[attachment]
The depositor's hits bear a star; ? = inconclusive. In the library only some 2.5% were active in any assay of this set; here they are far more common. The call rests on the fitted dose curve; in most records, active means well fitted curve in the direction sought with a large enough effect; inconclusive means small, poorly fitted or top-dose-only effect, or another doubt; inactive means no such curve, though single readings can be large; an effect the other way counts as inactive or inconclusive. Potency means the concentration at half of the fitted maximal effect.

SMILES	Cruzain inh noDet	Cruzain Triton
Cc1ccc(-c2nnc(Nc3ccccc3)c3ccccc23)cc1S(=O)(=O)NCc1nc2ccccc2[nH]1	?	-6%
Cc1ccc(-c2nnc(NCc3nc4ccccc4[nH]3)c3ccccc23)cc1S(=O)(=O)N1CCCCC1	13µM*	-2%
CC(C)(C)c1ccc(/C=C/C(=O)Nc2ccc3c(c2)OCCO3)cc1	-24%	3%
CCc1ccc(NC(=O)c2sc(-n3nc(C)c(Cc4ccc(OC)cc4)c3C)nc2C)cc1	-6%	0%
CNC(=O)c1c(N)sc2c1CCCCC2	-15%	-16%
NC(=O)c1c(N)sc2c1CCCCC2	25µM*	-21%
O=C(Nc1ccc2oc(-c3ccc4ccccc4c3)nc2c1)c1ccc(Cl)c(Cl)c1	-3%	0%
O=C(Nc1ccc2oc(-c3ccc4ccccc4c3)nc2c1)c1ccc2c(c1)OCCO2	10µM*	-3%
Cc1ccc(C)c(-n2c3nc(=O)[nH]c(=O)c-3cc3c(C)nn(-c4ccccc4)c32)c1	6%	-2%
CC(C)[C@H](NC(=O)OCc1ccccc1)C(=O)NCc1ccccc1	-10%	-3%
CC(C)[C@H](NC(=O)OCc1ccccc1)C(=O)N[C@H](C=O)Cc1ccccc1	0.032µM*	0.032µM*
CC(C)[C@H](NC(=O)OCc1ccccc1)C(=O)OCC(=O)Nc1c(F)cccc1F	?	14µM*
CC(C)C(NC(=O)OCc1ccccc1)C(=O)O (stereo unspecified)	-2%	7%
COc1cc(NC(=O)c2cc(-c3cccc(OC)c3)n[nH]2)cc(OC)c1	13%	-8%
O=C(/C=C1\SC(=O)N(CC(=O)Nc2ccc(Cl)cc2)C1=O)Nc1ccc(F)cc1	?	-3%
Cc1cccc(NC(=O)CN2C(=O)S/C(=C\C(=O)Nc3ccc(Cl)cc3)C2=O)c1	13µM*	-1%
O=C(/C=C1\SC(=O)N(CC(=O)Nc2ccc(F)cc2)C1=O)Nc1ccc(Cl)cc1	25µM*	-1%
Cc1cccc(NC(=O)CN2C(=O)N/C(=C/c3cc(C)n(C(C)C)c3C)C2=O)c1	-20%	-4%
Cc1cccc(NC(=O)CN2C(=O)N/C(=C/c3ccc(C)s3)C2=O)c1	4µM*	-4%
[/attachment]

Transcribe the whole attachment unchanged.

The depositor's hits bear a star; ? = inconclusive. In the library only some 2.5% were active in any assay of this set; here they are far more common. The call rests on the fitted dose curve; in most records, active means well fitted curve in the direction sought with a large enough effect; inconclusive means small, poorly fitted or top-dose-only effect, or another doubt; inactive means no such curve, though single readings can be large; an effect the other way counts as inactive or inconclusive. Potency means the concentration at half of the fitted maximal effect.

SMILES	Cruzain inh noDet	Cruzain Triton
Cc1ccc(-c2nnc(Nc3ccccc3)c3ccccc23)cc1S(=O)(=O)NCc1nc2ccccc2[nH]1	?	-6%
Cc1ccc(-c2nnc(NCc3nc4ccccc4[nH]3)c3ccccc23)cc1S(=O)(=O)N1CCCCC1	13µM*	-2%
CC(C)(C)c1ccc(/C=C/C(=O)Nc2ccc3c(c2)OCCO3)cc1	-24%	3%
CCc1ccc(NC(=O)c2sc(-n3nc(C)c(Cc4ccc(OC)cc4)c3C)nc2C)cc1	-6%	0%
CNC(=O)c1c(N)sc2c1CCCCC2	-15%	-16%
NC(=O)c1c(N)sc2c1CCCCC2	25µM*	-21%
O=C(Nc1ccc2oc(-c3ccc4ccccc4c3)nc2c1)c1ccc(Cl)c(Cl)c1	-3%	0%
O=C(Nc1ccc2oc(-c3ccc4ccccc4c3)nc2c1)c1ccc2c(c1)OCCO2	10µM*	-3%
Cc1ccc(C)c(-n2c3nc(=O)[nH]c(=O)c-3cc3c(C)nn(-c4ccccc4)c32)c1	6%	-2%
CC(C)[C@H](NC(=O)OCc1ccccc1)C(=O)NCc1ccccc1	-10%	-3%
CC(C)[C@H](NC(=O)OCc1ccccc1)C(=O)N[C@H](C=O)Cc1ccccc1	0.032µM*	0.032µM*
CC(C)[C@H](NC(=O)OCc1ccccc1)C(=O)OCC(=O)Nc1c(F)cccc1F	?	14µM*
CC(C)C(NC(=O)OCc1ccccc1)C(=O)O (stereo unspecified)	-2%	7%
COc1cc(NC(=O)c2cc(-c3cccc(OC)c3)n[nH]2)cc(OC)c1	13%	-8%
O=C(/C=C1\SC(=O)N(CC(=O)Nc2ccc(Cl)cc2)C1=O)Nc1ccc(F)cc1	?	-3%
Cc1cccc(NC(=O)CN2C(=O)S/C(=C\C(=O)Nc3ccc(Cl)cc3)C2=O)c1	13µM*	-1%
O=C(/C=C1\SC(=O)N(CC(=O)Nc2ccc(F)cc2)C1=O)Nc1ccc(Cl)cc1	25µM*	-1%
Cc1cccc(NC(=O)CN2C(=O)N/C(=C/c3cc(C)n(C(C)C)c3C)C2=O)c1	-20%	-4%
Cc1cccc(NC(=O)CN2C(=O)N/C(=C/c3ccc(C)s3)C2=O)c1	4µM*	-4%